Over the next few weeks USAO students will be asked to participate in the National Survey of Student Engagement (commonly known as NSSE). Since we are asking student to participate, I thought it would be a good idea to speak a bit about what NSSE is, what it measures and why it is important to USAO.
What is NSSE?
As the name suggests, NSSE is a survey administered to college students all over the country. At a general level, this survey attempts to quantify the academic experience of first- and last-year students. Survey questions include items measuring difficulty of coursework, perceived grading fairness, and the amount of preparation necessary to pass courses. To a lesser extent, NSSE also measures non-academic experiences such as quality of social interactions and student services.
All survey responses are aggregated, such that no individual student’s responses are known. Only group averages are reported, such as gender, major, classification, etc. In fact, this is one of few studies were nobody on campus has access to individual results; normally, I have access to individual-level data in order to facilitate supplemental studies. Once all the data is collected and aggregated, the people administering NSSE publish a report with their findings. Follow this link to view USAO’s NSSE results archives.
What does NSSE Measure?
Having already discussed what NSSE is in general terms, it may be useful to know a bit more about just what types of information is gathered. Perhaps the best way of doing that is to list the different subscales along with a brief description of each. Please note, I have borrowed these descriptions directly from the most recent NSSE report, though I take full credit for all typographical errors:
- Level of Academic Challenge: Extent to which a school promotes student achievement by emphasizing academic effort and high performance standards
- Active and Collaborative Learning: Extent to which instruction emphasizes active elaboration and collaboration.
- Student-Faculty Interaction: Extent to which students interact with faculty both inside and outside the classroom.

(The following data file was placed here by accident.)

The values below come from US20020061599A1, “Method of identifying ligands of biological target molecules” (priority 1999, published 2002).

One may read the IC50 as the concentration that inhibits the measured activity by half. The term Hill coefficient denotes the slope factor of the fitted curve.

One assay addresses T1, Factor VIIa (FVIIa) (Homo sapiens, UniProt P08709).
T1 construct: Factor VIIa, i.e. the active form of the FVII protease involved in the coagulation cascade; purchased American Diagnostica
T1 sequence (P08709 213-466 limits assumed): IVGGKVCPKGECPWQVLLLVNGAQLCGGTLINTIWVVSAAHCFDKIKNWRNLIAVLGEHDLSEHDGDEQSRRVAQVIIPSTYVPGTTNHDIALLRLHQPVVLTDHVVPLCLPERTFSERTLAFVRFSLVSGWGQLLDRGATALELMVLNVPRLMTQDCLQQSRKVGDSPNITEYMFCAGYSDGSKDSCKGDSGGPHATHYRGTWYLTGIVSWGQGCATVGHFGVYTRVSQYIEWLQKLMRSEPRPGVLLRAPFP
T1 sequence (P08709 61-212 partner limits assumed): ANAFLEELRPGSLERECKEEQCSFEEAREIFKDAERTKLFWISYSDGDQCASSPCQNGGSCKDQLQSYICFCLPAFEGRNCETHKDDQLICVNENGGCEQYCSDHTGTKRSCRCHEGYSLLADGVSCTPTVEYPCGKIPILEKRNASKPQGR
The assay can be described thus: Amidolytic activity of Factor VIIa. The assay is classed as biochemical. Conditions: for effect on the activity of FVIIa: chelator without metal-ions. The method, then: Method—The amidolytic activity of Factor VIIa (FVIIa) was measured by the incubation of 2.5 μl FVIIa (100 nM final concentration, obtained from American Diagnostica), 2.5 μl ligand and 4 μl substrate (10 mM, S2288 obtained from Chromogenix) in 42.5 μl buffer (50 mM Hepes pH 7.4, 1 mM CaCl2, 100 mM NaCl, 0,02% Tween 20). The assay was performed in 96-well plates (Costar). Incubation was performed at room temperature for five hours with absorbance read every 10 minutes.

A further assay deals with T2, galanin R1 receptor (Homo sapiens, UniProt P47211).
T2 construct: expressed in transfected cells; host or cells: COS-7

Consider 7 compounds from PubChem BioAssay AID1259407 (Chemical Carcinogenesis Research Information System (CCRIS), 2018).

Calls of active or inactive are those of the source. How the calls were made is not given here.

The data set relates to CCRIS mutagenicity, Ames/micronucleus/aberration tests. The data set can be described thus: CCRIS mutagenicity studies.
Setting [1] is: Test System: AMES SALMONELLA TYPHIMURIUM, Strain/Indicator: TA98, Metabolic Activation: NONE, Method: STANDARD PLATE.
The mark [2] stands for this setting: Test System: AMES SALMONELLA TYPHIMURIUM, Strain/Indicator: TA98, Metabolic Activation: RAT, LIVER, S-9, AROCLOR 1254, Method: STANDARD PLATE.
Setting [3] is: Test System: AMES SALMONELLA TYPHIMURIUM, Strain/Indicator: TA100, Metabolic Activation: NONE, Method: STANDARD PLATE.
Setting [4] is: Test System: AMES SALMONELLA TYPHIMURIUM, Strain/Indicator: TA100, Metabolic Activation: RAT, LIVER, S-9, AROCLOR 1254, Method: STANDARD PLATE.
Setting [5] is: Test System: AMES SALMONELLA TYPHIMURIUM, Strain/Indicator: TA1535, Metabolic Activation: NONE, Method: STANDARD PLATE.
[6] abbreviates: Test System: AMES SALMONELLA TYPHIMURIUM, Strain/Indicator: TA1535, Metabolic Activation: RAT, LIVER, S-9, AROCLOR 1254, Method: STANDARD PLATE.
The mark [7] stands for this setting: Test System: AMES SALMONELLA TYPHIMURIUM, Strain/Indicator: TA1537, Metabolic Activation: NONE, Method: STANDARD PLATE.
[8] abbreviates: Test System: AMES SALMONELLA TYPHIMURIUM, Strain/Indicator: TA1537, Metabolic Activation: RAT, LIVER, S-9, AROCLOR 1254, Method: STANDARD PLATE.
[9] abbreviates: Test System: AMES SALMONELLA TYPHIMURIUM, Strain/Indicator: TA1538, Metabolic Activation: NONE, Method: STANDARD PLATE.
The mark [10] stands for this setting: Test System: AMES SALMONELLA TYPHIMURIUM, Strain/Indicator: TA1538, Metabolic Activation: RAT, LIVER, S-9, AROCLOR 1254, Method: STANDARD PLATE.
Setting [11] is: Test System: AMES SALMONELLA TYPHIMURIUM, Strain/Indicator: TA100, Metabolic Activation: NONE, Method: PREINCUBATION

- Enriching Educational Experiences: Extent to which students are provided with opportunities to enhance academic programs through internships, externships, community service and other vectors.
- Supportive Campus Environment: Extent to which students perceive their college as cultivating positive working and social relationships between various campus groups.
Why is NSSE Important?
I will be honest with you all here: the “why” part of any research project is always the hardest for me to answer well. For me, data has a value that nears the intrinsic- as long as you have data, the potential for learning something that wasn’t known before is always there. So it follows that for me, more data is always better.
Chances are that if you are reading this, you are not me and as a result deserve a more coherent and practical reason. Inexorably, this leads me to discuss the extrinsic value of data: What can we do with it? In the case of NSSE, USAO administrators are provided a glimpse into the mind of our students to see what they think about the services we provide. Every one of us wants to believe that we are doing a fantastic job, but the only way to really know is to ask those we serve. We could do that asking in a number of different ways and NSSE is one of them.
One of the particular strengths of NSSE is the ability to compare our performance not just over time, but also in relation to other schools. Because this survey is so well established, many schools around the country administer it to their students and this allows us to see how we compare.
If you are a student and eligible for participation, I implore you to take the survey. Check your email accounts for the link. Early reports indicate that something like 11% of all email invitations are undeliverable- this probably means that the inbox is full and can’t receive any more. So clean those out and take a few minutes for NSSE. While you do that, you are less likely to contract a deadly virus. Probably.
If you are a parent, alumni or external policy maker, I invite you to check out our results archive (USAO’s NSSE results archives). I do this will full confidence, as I have gone over that data and find that we compare pretty favorably to other colleges and universities. This is how researchers brag. See also, humblebrag. It’s a word the kids made up.
If you are a member of the faculty, staff or administration, I ask that you too take a look at our previous NSSE survey results. Student experiences rest squarely upon our shoulders and though previous results have been pretty good, I bet we can do even better. NSSE results will go a long way in telling us where we can improve the most.
And finally, if you are any one of the growing USAO family and want more details about how USAO has done in the past where NSSE is concerned, keep your eyes peeled for my upcoming NSSE Results series. I promise to include as many graphs as you can possibly want.